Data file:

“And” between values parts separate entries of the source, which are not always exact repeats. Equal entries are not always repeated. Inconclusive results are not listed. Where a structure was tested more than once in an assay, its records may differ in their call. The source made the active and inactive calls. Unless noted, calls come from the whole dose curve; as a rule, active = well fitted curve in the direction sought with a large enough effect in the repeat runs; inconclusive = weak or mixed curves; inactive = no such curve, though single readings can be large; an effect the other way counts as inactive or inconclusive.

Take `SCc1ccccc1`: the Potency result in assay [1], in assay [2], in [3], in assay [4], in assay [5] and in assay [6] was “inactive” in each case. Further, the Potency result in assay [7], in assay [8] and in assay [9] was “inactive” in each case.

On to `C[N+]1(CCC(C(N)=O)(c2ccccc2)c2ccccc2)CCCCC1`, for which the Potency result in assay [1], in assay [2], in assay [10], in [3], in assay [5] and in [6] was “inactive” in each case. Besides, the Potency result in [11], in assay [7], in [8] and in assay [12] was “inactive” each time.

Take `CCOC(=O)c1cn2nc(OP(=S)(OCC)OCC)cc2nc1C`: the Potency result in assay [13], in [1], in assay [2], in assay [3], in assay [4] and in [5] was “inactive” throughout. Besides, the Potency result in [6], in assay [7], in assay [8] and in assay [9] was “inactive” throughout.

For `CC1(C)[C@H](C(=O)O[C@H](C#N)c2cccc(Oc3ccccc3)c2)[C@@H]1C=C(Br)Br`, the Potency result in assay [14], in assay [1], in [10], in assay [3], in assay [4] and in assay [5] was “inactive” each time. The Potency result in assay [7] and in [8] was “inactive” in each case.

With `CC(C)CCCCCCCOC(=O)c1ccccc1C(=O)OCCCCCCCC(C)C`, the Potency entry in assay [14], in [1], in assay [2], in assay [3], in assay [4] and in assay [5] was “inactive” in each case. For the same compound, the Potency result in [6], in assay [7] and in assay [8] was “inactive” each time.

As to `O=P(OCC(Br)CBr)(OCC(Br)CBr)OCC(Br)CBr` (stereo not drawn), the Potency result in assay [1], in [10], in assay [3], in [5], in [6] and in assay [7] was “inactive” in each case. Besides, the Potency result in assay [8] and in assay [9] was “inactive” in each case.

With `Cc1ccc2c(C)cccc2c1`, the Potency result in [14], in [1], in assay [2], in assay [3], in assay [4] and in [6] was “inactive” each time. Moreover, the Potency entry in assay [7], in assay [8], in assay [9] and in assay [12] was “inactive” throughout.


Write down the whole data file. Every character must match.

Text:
“And” between values parts separate entries of the source, which are not always exact repeats. Equal entries are not always repeated. Inconclusive results are not listed. Where a structure was tested more than once in an assay, its records may differ in their call. The source made the active and inactive calls. Unless noted, calls come from the whole dose curve; as a rule, active = well fitted curve in the direction sought with a large enough effect in the repeat runs; inconclusive = weak or mixed curves; inactive = no such curve, though single readings can be large; an effect the other way counts as inactive or inconclusive.

Take `SCc1ccccc1`: the Potency result in assay [1], in assay [2], in [3], in assay [4], in assay [5] and in assay [6] was “inactive” in each case. Further, the Potency result in assay [7], in assay [8] and in assay [9] was “inactive” in each case.

On to `C[N+]1(CCC(C(N)=O)(c2ccccc2)c2ccccc2)CCCCC1`, for which the Potency result in assay [1], in assay [2], in assay [10], in [3], in assay [5] and in [6] was “inactive” in each case. Besides, the Potency result in [11], in assay [7], in [8] and in assay [12] was “inactive” each time.

Take `CCOC(=O)c1cn2nc(OP(=S)(OCC)OCC)cc2nc1C`: the Potency result in assay [13], in [1], in assay [2], in assay [3], in assay [4] and in [5] was “inactive” throughout. Besides, the Potency result in [6], in assay [7], in assay [8] and in assay [9] was “inactive” throughout.

For `CC1(C)[C@H](C(=O)O[C@H](C#N)c2cccc(Oc3ccccc3)c2)[C@@H]1C=C(Br)Br`, the Potency result in assay [14], in assay [1], in [10], in assay [3], in assay [4] and in assay [5] was “inactive” each time. The Potency result in assay [7] and in [8] was “inactive” in each case.

With `CC(C)CCCCCCCOC(=O)c1ccccc1C(=O)OCCCCCCCC(C)C`, the Potency entry in assay [14], in [1], in assay [2], in assay [3], in assay [4] and in assay [5] was “inactive” in each case. For the same compound, the Potency result in [6], in assay [7] and in assay [8] was “inactive” each time.

As to `O=P(OCC(Br)CBr)(OCC(Br)CBr)OCC(Br)CBr` (stereo not drawn), the Potency result in assay [1], in [10], in assay [3], in [5], in [6] and in assay [7] was “inactive” in each case. Besides, the Potency result in assay [8] and in assay [9] was “inactive” in each case.

With `Cc1ccc2c(C)cccc2c1`, the Potency result in [14], in [1], in assay [2], in assay [3], in assay [4] and in [6] was “inactive” each time. Moreover, the Potency entry in assay [7], in assay [8], in assay [9] and in assay [12] was “inactive” throughout.